Ooh… Um… Stolen? Uh… I don’t know. Where have I done that? See, I try for my work not to emulate in that direct sense, or be derivative of someone else’s work. It’s difficult, but it’s always been an issue for me. I look down on work that is an obvious copycat of someone else just because they think it’s hot. But to a very large extent, the work that I am doing now, visually at least, is informed by a certain aesthetic or by certain representations. But for me those representations are almost common, they’re unauthored. They’re the things, uh, the default ways that people look at things, the ruts they fall into. So I’m stealing from that; the common look, the kitsch look. It wouldn’t necessarily be from a certain artist that I’m stealing from, but I’m stealing from… ah… people. Haha I don’t know, it’s hard to explain.
If an artist tries to portray shit, and achieves it, is it shit or is it good? Similarly if an artist tries to portray greatness, and it is seen as great, is it great?
First of all I think the intention is important. Without the intention, it is not art. From another point of view, if you’re trying to be profound, you’re probably not going to be profound. If you’re trying to be cool, you’re probably not going to be cool. If you’re trying to be irreverent, you’re probably not going to hit the right note. So it’s much more complex. Again, if you have confidence and trust in your work it doesn’t really matter that much if the whole of South Africa or the whole world doesn’t like it. … Uh, what was the question again? Oh yes. Then again, it might be really contrived to make something shit, because we might just be over that, in a post-modern type of way… It’s tricky. I think if anything, I’m trying to incorporate both those things. Any time I find myself trying to be profound I want to rein it in a little bit, be a little more light-hearted or insincere. And then when I feel myself being too obnoxious, or too shit basically, then I try to bolster it again… there’s always a tension.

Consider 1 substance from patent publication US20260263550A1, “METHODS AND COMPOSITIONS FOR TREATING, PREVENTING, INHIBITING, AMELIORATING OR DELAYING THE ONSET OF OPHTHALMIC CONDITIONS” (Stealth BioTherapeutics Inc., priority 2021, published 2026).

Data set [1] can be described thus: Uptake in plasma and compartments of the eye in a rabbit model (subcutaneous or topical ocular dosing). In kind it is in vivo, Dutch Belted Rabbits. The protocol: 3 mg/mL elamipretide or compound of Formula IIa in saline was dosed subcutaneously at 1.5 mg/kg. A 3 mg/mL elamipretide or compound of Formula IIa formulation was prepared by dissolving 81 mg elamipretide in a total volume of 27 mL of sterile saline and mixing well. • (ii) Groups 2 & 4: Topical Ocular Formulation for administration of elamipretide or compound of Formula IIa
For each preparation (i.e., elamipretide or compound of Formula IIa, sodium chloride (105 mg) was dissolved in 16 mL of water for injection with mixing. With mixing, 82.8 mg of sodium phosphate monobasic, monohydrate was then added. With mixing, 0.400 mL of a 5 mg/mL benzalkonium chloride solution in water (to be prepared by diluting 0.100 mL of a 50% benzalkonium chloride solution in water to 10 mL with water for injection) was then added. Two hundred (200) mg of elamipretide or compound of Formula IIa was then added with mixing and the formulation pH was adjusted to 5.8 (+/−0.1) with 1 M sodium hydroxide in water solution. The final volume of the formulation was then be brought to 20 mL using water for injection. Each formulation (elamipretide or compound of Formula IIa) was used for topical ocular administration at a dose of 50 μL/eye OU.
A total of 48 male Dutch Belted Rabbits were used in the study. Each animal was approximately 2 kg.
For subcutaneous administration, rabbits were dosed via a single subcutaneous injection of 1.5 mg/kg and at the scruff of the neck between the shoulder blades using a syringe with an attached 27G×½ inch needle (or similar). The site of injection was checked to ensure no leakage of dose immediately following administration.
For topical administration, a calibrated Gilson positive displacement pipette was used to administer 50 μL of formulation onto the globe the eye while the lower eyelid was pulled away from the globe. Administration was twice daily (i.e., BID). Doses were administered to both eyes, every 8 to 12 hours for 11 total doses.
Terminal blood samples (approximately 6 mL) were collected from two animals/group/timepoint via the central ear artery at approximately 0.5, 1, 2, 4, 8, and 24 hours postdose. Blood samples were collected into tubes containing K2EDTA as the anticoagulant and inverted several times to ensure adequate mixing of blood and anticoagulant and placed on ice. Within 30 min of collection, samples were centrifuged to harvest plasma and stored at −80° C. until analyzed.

If none of your original emotions or messages are successfully portrayed in a piece, is it still yours or has it become theirs? Or does this happen anyway?
I think this happens anyway. I think as soon as something leaves your mouth and is seen by other people, a large part of it isn’t yours anymore. And even if you explain yourself very clearly you can’t stop people adding their own small interpretations, their meta-narratives, to things. And those personal experiences that they bring to the table might be the reason why they revere your art. Because of the link that they find with themselves, your work has resonance for them. There is an interrelationship. They are involved.